Monday July 22 – Day 1 in Arusha

I’m up at 4am – not quite on Africa time yet. I have no watch and I can’t remember if I’m supposed to add 10 hours to the California time on my laptop (my son’s laptop) or subtract 10 hours. I decide to download a desktop app (clock) and remove the confusion. It’s add 10 hours and subtract 1 day. I can do this. Back up at 7am and down for a very relaxed breakfast. Being on “Africa time” means more than sleeping at night and being awake during the day. “Africa time” also means earning “Applewood points” (translation – relax, take it easy, bepatient and thoughtful). When I do that in the States (which is apparently rare) I earn points toward dinner at the Applewood Inn in Guerneville. When I get home, I’m going to Applewood for the first time!

After breakfast we met with the Tanzania Asante Africa delegation to discuss plans for the week ahead. They are a wonderful set of leaders with great smiles, passion, and spirit for what Asante is doing in Tanzania.

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Heward explained the vision and showed clips we have shot from Kenya. We’re working plans for the rest of the week including shot lists of kids, adults, schools and villages. The cultural differences emerge in language and customs. Heward is a wonderful leader with strong vision and ideas but with the real ability to listen to feedback, alternatives and enhancements and fully embrace the ideas of the larger team. He needs no Applewood points!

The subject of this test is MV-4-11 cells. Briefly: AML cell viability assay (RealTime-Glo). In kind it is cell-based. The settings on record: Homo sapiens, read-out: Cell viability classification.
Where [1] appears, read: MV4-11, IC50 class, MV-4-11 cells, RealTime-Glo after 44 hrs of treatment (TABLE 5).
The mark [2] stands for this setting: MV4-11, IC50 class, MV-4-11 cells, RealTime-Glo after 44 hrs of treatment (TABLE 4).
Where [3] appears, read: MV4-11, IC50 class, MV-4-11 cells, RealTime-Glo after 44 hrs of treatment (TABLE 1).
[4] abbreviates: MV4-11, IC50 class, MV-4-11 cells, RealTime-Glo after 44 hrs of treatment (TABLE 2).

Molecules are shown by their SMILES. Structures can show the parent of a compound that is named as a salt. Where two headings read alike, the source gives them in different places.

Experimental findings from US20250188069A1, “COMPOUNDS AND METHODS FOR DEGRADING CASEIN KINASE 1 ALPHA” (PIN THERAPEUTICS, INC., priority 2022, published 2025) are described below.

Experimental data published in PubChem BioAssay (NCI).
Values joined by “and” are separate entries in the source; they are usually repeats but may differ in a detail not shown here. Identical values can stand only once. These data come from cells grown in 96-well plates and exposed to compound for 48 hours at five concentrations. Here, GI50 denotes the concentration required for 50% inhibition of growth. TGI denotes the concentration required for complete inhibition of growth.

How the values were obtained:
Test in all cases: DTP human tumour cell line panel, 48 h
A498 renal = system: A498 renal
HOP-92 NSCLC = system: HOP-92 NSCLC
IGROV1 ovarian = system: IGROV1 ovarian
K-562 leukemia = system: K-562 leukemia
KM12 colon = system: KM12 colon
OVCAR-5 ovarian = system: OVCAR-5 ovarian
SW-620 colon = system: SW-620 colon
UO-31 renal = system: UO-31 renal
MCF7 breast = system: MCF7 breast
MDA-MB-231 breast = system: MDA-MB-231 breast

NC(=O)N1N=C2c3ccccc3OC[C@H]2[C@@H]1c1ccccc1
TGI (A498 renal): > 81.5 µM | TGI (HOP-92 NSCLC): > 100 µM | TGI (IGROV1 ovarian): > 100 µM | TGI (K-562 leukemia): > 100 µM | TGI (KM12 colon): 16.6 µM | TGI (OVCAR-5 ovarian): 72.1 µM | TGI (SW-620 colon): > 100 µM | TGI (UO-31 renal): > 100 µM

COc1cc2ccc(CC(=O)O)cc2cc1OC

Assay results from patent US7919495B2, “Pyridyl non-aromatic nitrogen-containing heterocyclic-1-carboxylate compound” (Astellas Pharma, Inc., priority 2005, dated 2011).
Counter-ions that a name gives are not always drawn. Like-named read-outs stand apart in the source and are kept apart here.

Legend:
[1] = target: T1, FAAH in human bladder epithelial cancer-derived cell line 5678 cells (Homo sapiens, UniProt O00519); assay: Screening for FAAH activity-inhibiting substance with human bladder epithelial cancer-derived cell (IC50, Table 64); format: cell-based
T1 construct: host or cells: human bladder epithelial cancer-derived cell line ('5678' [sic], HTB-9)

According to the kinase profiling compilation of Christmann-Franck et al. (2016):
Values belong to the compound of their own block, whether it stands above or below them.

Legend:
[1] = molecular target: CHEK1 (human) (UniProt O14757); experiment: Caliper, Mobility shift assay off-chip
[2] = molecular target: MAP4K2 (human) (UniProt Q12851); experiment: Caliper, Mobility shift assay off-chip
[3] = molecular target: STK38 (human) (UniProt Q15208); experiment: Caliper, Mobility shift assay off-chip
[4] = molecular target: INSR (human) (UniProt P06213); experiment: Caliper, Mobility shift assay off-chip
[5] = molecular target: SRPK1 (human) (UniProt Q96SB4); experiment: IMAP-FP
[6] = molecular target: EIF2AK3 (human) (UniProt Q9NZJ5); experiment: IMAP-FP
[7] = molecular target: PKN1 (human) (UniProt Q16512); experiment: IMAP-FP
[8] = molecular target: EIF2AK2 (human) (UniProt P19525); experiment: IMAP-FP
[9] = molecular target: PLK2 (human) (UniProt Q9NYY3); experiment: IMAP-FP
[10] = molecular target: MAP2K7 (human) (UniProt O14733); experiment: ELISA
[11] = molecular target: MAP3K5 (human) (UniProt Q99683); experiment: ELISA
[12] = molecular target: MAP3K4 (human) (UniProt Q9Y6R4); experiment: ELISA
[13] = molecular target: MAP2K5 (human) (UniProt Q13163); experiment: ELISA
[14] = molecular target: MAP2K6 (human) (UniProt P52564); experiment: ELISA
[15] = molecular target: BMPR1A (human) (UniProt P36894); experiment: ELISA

Planning for video shooting is complex. We need a script, actors, shooting location, costumes. The best line of the morning: Heward: “We need a baby. Can someone get us one?” We have the luxury of a few segments filmed in Kenya to explain the vision to the Tanzanians. The in country support team works the late morning and early afternoon on the detailed implementation plan with schedule and logistics defined my mid afternoon. Very organized and impressive. (I’m not sure what they were really saying in Swahili but their English summary sounded like they really have their shit together. Tomorrow we head about 2 hours out of town to an Asante School that I still can’t spell even after they spelled it for me. Even the letters can get lost in translation. I know it has a “k” where I thought there should be a “q” from the pronunciation.

We caught a ride to town with a gentleman from Atlanta. He’s been here since May. We did a little shopping. It is a very interesting experience to walk a shopping district of a city in the developing world dressed as a cash register. After buying a few things that Laura will call “stupid” I finally shook the last guy by giving him $2 for a bracelet that is now worth two dollars.

I mistakenly took a quick nap (dreaming of a Peet’s whole milk latte). We then met up with our Driver (Albert) and he took us to a hillside to watch the sunset and moonrise.

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Not the best view and not the best weather but we work with what we get. After being dropped back at our hotel we walked to town for dinner at the Africacafe. (American food).

Tomorrow is my first trip to a school, about 2 hours out of Arusha. I know what to expect – the unexpected!

I’m honored to be here with two such talented people – Heward and Elley. We have a plan. Life is good.

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